Macedonian Australian Welfare Association of Sydney to provide digital devices to help people stay connected

Keeping connected: Macedonian Australian Welfare Association staff Roza Georgieva and Lihnida Bahcandzieva-Taseska. Picture Supplied

Keeping connected: Macedonian Australian Welfare Association staff Roza Georgieva and Lihnida Bahcandzieva-Taseska. Picture Supplied

A $1 million grant announced by Good Things Foundation Australia will be used to provide digital loan devices through its Be Connected program.

The one-off payments of $2500 to $5000 will be made to existing Be Connected network partners to purchase digital devices and sim cards for clients.

Good Things Foundation Australia is a federal government-funded organisation, which is working to address the 'digital divide'.

National director Jess Wilson said it was estimated 2.5 million Australians did not have access to the internet.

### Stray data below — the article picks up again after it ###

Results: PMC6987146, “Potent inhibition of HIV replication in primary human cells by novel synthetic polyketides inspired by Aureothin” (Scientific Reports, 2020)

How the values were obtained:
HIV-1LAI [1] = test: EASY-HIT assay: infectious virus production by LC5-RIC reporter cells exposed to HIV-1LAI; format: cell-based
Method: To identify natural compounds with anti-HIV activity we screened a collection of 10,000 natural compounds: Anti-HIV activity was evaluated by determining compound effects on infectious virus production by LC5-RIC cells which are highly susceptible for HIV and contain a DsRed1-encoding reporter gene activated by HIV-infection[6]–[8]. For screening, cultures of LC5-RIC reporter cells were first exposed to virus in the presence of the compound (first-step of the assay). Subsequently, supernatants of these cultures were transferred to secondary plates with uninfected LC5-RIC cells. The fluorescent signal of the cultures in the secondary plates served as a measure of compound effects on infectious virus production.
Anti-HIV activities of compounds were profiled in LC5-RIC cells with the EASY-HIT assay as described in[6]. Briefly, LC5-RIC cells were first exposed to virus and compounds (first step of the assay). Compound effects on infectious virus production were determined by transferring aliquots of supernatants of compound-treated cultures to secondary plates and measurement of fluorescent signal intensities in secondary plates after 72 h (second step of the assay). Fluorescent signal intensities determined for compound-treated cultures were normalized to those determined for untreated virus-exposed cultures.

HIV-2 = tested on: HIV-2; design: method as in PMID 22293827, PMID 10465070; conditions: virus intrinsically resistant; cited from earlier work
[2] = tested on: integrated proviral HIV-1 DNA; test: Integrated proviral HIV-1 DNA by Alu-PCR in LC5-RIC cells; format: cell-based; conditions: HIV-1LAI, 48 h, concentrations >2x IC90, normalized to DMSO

She said the coronavirus pandemic had exacerbated the feeling of isolation for many people, especially the aged and those from multicultural backgrounds.

"Access to the internet is absolutely essential during these incredibly isolating times, particularly for older Australians," she said.

The Be Connected program is currently run by 3000 community groups across the country who provide digital literacy training for people over 50 to ensure they stay connected.

Prior to coronavirus restrictions, the network partners ran face-to-face workshops, which have now been moved online. But many clients do not have access to the digital devices they need to complete the work.

The Macedonian Australian Welfare Association of Sydney at Kogarah has been providing well-being and community support for Macedonian and former Yugoslavian communities for 37 years, including mentoring and coaching.

It will use its grant to purchase digital devices which it will then lend to clients over 50 who don't have access to their own.

Clients will be taught how to use the devices to stay connected with family and friends, including those overseas, through phone calls and video messaging.

The devices can also be used for other purposes, including accessing traditional music or dancing, watching Macedonian cooking classes or finding recipes.

Macedonian Australian Welfare Association of Sydney chairperson Elena Zdraveska said: "Now more than ever, older people need support, as they are the most vulnerable and they have barriers and questions.

"We are here to provide answers, reassure and support them, and assist them to get connected in culturally appropriate ways," she said.